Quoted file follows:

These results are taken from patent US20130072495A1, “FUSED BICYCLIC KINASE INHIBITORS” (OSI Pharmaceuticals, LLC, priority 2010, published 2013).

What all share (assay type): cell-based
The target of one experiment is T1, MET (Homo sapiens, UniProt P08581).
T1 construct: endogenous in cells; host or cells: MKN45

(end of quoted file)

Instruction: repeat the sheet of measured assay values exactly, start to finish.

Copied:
These results are taken from patent US20130072495A1, “FUSED BICYCLIC KINASE INHIBITORS” (OSI Pharmaceuticals, LLC, priority 2010, published 2013).

What all share (assay type): cell-based
The target of one experiment is T1, MET (Homo sapiens, UniProt P08581).
T1 construct: endogenous in cells; host or cells: MKN45